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Double-Standard Central: Everyone Needs to Stop Freaking Out About This Kristen Stewart Thing
by Rebecca Pahle | 12:33 pm, August 20th, 2012
I don’t really need to tell you what’s going on with Kristen Stewart right now. If you have an Internet connection, you know. She cheated on Twilight co-star Robert Pattinson with Rupert Sanders, the married director of Snow White and the Huntsman. The scandal has given birth to a plethora of gossip rag covers, a few awkward TV interviews and speculation on how the final film in the Twilight franchise might be affected by the break-up of its stars.
I don’t want to talk about any of those things.
With everybody—from gossip hubs like Perez Hilton and TMZ to legitimate bastions of entertainment journalism like Variety and The Hollywood Reporter—keeping the public informed about the (possibly career-ruining, if reports can be believed) scandal, what gets me most curious about this whole thing is why people care so much.
Maybe it’s just me, but it seems like this particular scandal is getting a different sort of media attention than those of, say, Tiger Woods and Charlie Sheen, which had more of an air of public entertainment. Hell, Sheen’s particular brand of craziness (which included domestic abuse, lest we forget) landed the man a high-paying TV gig!) With the Stewart scandal, on the other hand, there seems to be a current of THIS IS SRS BSNS running alongside the more typical paparazzi snaps and water cooler gossip.
To wit: A few days ago bloggers jumped on the report that Stewart was being dropped from the upcoming Snow White and the Huntsman sequel, with critics calling out the sexism inherent in firing the actress but not the director who made up the other half of the cheating equation. A valid point… if Stewart was fired as a result of the scandal, of which I’ve not seen any concrete evidence. Even before the scandal broke, Snow White (the character) was not intended to be the lead in the sequel, the focus of which would be on the Huntsman (Chris Hemsworth). Of course, the point was rendered moot a few days later when Universal announced that they’d not yet decided whether they wanted Stewart to return to the franchise or not.
Maybe I’m being hopelessly naïve, but I for one believe them. Not because I think Universal treats its talent with any more dignity and respect than every other studio. You don’t need to look any further than the paucity of good leading roles in studio films for women to see how sexism is woven into the fabric of the film industry. But that’s not what it’s based on.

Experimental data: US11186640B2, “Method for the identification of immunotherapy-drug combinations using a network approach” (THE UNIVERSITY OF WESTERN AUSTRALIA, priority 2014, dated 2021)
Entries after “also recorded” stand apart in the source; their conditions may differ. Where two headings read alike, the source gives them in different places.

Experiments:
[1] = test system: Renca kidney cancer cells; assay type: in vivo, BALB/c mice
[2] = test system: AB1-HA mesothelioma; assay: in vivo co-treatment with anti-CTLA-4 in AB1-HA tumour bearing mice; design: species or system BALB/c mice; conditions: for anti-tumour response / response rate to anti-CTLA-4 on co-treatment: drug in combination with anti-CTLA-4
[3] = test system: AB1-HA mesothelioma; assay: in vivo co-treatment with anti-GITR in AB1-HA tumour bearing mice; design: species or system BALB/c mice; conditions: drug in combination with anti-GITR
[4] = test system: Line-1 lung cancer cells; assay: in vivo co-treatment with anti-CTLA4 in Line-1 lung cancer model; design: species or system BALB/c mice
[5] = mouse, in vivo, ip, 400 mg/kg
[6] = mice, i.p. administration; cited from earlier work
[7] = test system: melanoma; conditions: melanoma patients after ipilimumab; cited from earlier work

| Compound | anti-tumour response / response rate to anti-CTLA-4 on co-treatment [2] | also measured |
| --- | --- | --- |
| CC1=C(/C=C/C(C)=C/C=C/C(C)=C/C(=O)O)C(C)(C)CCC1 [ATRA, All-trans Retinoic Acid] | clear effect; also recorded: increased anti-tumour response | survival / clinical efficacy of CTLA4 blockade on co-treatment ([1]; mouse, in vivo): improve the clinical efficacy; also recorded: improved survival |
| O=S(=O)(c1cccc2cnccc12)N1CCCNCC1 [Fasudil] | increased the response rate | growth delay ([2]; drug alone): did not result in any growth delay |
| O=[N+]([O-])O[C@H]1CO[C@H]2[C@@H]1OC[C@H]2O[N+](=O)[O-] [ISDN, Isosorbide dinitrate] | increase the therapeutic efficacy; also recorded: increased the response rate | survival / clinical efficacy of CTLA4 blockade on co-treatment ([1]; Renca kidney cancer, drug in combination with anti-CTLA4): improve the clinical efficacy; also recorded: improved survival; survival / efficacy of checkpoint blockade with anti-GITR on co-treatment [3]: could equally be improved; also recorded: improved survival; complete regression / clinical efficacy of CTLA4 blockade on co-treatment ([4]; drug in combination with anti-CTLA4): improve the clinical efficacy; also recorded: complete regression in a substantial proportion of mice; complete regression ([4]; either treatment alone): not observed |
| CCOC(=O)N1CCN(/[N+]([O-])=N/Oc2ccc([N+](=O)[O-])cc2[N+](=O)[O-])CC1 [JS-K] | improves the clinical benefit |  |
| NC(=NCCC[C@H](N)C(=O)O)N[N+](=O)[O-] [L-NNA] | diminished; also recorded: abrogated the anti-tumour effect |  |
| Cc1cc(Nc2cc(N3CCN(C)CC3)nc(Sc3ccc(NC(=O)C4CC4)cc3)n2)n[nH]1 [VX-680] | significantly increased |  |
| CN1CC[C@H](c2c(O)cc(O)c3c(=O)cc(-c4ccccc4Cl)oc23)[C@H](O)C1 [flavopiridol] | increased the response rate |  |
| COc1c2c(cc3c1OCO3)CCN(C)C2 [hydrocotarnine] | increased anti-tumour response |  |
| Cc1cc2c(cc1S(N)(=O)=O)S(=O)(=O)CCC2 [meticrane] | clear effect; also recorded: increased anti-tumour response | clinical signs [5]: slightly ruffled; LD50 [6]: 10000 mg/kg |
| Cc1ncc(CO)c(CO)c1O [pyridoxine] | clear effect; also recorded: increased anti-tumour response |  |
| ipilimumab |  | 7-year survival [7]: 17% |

No, that would be money.
Let’s not mince words: For Universal to come out now and say they’re not bringing Stewart back for the sequel would be stupid. Does anyone honestly think the box office receipts of movie that probably won’t even be out for another two years, if then, will be affected by a scandal that’ll blow over next time Jennifer Aniston has relationship troubles? And yet everyone would assume—everyone is assuming—she’s being canned because of her affair. Even if she’s not being brought back, why mention it? Why speculate about the possible effect of the scandal on Breaking Dawn – Part 2’s box office receipts or how weird, OMG so weird guys, the press junket is going to be? This whole thing is entertainment industry gossip and rumor. It has no deeper meaning. It is not news.
There is absolutely a double-standard here, but it’s not how she’s being treated by the film industry. It’s how she’s being treated by the media. When a male star cheats, it’s almost like it’s expected. XYZ caught with another woman! Which was going to happen eventually, because he’s hot and rich and that’s just what guys do. Ooooh, the scoundrel!
Women make mistakes, too. But most people—men and women—don’t have said mistakes splashed across seemingly endless Us Weekly covers and then dissected ad nauseam by scores of bloggers and entertainment journalists.
C’mon, people. We all know this is ridiculous, right? Let’s just let this scandal die.
Though I have to admit there’s one good thing that came out of it, courtesy of The Avengers’ Clark Gregg.
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